From the archive, an appreciation of cookbook-memoirist Vertamae Smart-Grosvenor.
Vertamae is the sort of person who, while struggling to find work in the broad creative world, came to know James Baldwin as “Jimmy,” played the part of Big Pearl in the infamous Broadway play Mandingo, catered a record-release party for David Bowie, danced and chanted with Sun Ra & his Solar-Myth Arkestra, and inspired her daughter, who was nine at the time, to publish a volume of poems with Doubleday.
My mother was an instinctive cook. Words and directions did not hold much for her. She was a keen observer. She learned to cook from watching her aunts; her grandmother, Maw; her own mother. She loved recipes. Clipped them from the newspaper, kept them crammed in cookbooks and stuffed in bowls around the kitchen. She read them like fiction, intrigued by the possibilities they suggested, but hardly foolish enough to take them as literal instructions for real life.
An installment in Local Fare, a food column by John T. Edge.
Ten years after Julia Child swanned into American living rooms, espousing the Life Bourguignonne, Nathalie, born in 1939, emerged as a second-wave women’s libber, determined to sidestep “the problem that has no name.”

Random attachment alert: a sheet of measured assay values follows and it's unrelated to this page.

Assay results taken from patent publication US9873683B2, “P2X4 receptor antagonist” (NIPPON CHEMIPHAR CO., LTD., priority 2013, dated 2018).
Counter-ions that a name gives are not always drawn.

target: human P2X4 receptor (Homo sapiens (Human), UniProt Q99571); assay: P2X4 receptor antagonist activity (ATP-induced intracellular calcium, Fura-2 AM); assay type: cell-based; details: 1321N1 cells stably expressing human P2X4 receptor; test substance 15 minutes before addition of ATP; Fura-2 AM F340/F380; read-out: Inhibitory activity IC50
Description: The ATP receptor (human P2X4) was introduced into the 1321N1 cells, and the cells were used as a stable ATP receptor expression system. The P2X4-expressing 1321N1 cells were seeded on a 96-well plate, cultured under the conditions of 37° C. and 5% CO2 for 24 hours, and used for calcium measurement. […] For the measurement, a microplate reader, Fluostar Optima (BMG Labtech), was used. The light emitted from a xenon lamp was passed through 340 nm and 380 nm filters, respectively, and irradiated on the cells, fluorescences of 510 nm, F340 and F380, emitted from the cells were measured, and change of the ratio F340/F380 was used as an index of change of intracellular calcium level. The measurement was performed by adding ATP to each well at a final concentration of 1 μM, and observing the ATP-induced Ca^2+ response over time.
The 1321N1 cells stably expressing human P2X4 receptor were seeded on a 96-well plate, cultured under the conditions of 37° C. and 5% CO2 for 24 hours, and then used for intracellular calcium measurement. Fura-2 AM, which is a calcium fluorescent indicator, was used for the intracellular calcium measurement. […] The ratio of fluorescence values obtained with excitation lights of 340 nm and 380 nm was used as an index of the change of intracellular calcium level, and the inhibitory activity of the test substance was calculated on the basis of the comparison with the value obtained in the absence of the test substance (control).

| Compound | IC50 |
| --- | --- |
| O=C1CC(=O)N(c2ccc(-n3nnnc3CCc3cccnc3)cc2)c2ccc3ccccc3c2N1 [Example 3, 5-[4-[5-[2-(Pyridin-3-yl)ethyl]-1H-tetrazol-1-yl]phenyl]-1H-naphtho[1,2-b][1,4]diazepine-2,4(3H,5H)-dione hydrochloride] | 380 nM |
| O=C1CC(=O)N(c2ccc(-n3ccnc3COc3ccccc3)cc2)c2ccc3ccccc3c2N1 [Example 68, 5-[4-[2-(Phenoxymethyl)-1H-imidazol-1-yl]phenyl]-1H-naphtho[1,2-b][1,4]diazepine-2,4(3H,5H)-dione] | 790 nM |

When attacks on my beliefs and stances occur, they come from the right. Or from someone who has a score to settle. But here came Tunde, without personal malice, and with great charm, saying things that made me supremely uncomfortable, making it clear that he saw me as a kind of colonial force, appropriating black cultural processes and products.
Cooking with Chris.
Though not inclined to the supernatural, I am willing to recognize the effects of luck on my life, both good and bad. As a result I have many talismans of good fortune: a rabbit’s foot, a horseshoe, an oak leaf from a 150-year-old tree, and hundreds of lucky rocks. I don’t know if they work, and I don’t really care.
Cooking with Chris. Recently my wife suggested I write a column about meals I actually prepare. She was making fun of me in that good-natured way of couples (vicious passive-aggressive combat) and I huffily pointed out that I’d already written about omelets. Uh-huh, she said, breakfast. Yes, you can make eggs.